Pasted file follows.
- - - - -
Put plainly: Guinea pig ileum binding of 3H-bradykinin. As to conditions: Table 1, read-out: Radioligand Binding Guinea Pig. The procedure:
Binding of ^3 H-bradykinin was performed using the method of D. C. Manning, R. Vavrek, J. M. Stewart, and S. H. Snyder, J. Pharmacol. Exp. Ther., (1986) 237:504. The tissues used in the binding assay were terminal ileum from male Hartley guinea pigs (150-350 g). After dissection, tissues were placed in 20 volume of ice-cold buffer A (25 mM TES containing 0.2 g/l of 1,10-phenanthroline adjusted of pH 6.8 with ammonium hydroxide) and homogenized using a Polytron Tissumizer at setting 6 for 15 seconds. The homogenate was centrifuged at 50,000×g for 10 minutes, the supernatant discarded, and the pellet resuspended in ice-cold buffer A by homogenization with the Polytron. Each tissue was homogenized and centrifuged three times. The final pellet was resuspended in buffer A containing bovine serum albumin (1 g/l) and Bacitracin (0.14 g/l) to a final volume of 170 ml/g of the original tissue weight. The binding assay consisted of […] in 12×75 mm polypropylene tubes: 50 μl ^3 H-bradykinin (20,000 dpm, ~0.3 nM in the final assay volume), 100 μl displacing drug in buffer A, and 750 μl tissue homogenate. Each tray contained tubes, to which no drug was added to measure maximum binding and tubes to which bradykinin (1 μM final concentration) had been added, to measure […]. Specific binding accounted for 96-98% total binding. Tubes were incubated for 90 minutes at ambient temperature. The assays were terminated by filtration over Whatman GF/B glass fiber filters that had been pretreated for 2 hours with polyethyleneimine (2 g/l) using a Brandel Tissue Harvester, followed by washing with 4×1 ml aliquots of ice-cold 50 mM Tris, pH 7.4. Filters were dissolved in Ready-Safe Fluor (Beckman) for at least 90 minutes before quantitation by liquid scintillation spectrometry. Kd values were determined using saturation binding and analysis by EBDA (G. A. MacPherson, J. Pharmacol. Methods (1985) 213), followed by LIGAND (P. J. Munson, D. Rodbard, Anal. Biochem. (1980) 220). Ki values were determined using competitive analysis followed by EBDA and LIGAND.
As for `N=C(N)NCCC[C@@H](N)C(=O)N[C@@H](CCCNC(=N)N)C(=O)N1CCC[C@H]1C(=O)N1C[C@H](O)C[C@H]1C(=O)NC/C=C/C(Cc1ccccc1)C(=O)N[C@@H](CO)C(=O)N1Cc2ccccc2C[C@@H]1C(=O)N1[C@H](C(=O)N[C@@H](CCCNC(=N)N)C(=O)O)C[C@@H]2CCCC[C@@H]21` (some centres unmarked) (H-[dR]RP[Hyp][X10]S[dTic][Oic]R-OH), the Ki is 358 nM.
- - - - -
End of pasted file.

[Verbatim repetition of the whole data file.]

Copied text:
Put plainly: Guinea pig ileum binding of 3H-bradykinin. As to conditions: Table 1, read-out: Radioligand Binding Guinea Pig. The procedure:
Binding of ^3 H-bradykinin was performed using the method of D. C. Manning, R. Vavrek, J. M. Stewart, and S. H. Snyder, J. Pharmacol. Exp. Ther., (1986) 237:504. The tissues used in the binding assay were terminal ileum from male Hartley guinea pigs (150-350 g). After dissection, tissues were placed in 20 volume of ice-cold buffer A (25 mM TES containing 0.2 g/l of 1,10-phenanthroline adjusted of pH 6.8 with ammonium hydroxide) and homogenized using a Polytron Tissumizer at setting 6 for 15 seconds. The homogenate was centrifuged at 50,000×g for 10 minutes, the supernatant discarded, and the pellet resuspended in ice-cold buffer A by homogenization with the Polytron. Each tissue was homogenized and centrifuged three times. The final pellet was resuspended in buffer A containing bovine serum albumin (1 g/l) and Bacitracin (0.14 g/l) to a final volume of 170 ml/g of the original tissue weight. The binding assay consisted of […] in 12×75 mm polypropylene tubes: 50 μl ^3 H-bradykinin (20,000 dpm, ~0.3 nM in the final assay volume), 100 μl displacing drug in buffer A, and 750 μl tissue homogenate. Each tray contained tubes, to which no drug was added to measure maximum binding and tubes to which bradykinin (1 μM final concentration) had been added, to measure […]. Specific binding accounted for 96-98% total binding. Tubes were incubated for 90 minutes at ambient temperature. The assays were terminated by filtration over Whatman GF/B glass fiber filters that had been pretreated for 2 hours with polyethyleneimine (2 g/l) using a Brandel Tissue Harvester, followed by washing with 4×1 ml aliquots of ice-cold 50 mM Tris, pH 7.4. Filters were dissolved in Ready-Safe Fluor (Beckman) for at least 90 minutes before quantitation by liquid scintillation spectrometry. Kd values were determined using saturation binding and analysis by EBDA (G. A. MacPherson, J. Pharmacol. Methods (1985) 213), followed by LIGAND (P. J. Munson, D. Rodbard, Anal. Biochem. (1980) 220). Ki values were determined using competitive analysis followed by EBDA and LIGAND.
As for `N=C(N)NCCC[C@@H](N)C(=O)N[C@@H](CCCNC(=N)N)C(=O)N1CCC[C@H]1C(=O)N1C[C@H](O)C[C@H]1C(=O)NC/C=C/C(Cc1ccccc1)C(=O)N[C@@H](CO)C(=O)N1Cc2ccccc2C[C@@H]1C(=O)N1[C@H](C(=O)N[C@@H](CCCNC(=N)N)C(=O)O)C[C@@H]2CCCC[C@@H]21` (some centres unmarked) (H-[dR]RP[Hyp][X10]S[dTic][Oic]R-OH), the Ki is 358 nM.